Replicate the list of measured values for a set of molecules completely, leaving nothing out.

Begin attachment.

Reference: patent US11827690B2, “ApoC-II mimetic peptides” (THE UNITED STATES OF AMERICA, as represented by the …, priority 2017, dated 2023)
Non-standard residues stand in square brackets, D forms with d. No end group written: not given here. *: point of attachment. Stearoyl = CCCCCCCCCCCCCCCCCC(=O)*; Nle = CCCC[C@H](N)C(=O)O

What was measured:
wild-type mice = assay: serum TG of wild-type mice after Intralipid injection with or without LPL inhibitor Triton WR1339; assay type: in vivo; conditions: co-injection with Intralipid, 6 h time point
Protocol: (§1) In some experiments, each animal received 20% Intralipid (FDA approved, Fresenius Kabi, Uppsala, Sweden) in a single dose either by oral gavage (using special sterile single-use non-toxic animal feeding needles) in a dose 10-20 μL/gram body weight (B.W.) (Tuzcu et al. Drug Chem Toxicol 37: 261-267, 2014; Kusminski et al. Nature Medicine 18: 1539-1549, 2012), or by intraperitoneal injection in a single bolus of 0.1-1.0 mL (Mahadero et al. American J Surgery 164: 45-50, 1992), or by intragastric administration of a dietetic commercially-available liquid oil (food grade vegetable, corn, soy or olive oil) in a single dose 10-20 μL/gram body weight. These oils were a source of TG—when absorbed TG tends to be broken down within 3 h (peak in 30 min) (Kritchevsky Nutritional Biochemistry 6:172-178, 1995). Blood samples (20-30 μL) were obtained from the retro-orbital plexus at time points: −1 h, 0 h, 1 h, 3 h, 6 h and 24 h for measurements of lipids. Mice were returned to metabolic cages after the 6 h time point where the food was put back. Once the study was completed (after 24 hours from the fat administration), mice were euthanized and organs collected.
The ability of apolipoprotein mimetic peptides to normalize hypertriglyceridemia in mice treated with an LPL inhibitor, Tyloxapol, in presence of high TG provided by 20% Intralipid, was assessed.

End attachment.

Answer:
Reference: patent US11827690B2, “ApoC-II mimetic peptides” (THE UNITED STATES OF AMERICA, as represented by the …, priority 2017, dated 2023)
Non-standard residues stand in square brackets, D forms with d. No end group written: not given here. *: point of attachment. Stearoyl = CCCCCCCCCCCCCCCCCC(=O)*; Nle = CCCC[C@H](N)C(=O)O

What was measured:
wild-type mice = assay: serum TG of wild-type mice after Intralipid injection with or without LPL inhibitor Triton WR1339; assay type: in vivo; conditions: co-injection with Intralipid, 6 h time point
Protocol: (§1) In some experiments, each animal received 20% Intralipid (FDA approved, Fresenius Kabi, Uppsala, Sweden) in a single dose either by oral gavage (using special sterile single-use non-toxic animal feeding needles) in a dose 10-20 μL/gram body weight (B.W.) (Tuzcu et al. Drug Chem Toxicol 37: 261-267, 2014; Kusminski et al. Nature Medicine 18: 1539-1549, 2012), or by intraperitoneal injection in a single bolus of 0.1-1.0 mL (Mahadero et al. American J Surgery 164: 45-50, 1992), or by intragastric administration of a dietetic commercially-available liquid oil (food grade vegetable, corn, soy or olive oil) in a single dose 10-20 μL/gram body weight. These oils were a source of TG—when absorbed TG tends to be broken down within 3 h (peak in 30 min) (Kritchevsky Nutritional Biochemistry 6:172-178, 1995). Blood samples (20-30 μL) were obtained from the retro-orbital plexus at time points: −1 h, 0 h, 1 h, 3 h, 6 h and 24 h for measurements of lipids. Mice were returned to metabolic cages after the 6 h time point where the food was put back. Once the study was completed (after 24 hours from the fat administration), mice were euthanized and organs collected.
The ability of apolipoprotein mimetic peptides to normalize hypertriglyceridemia in mice treated with an LPL inhibitor, Tyloxapol, in presence of high TG provided by 20% Intralipid, was assessed.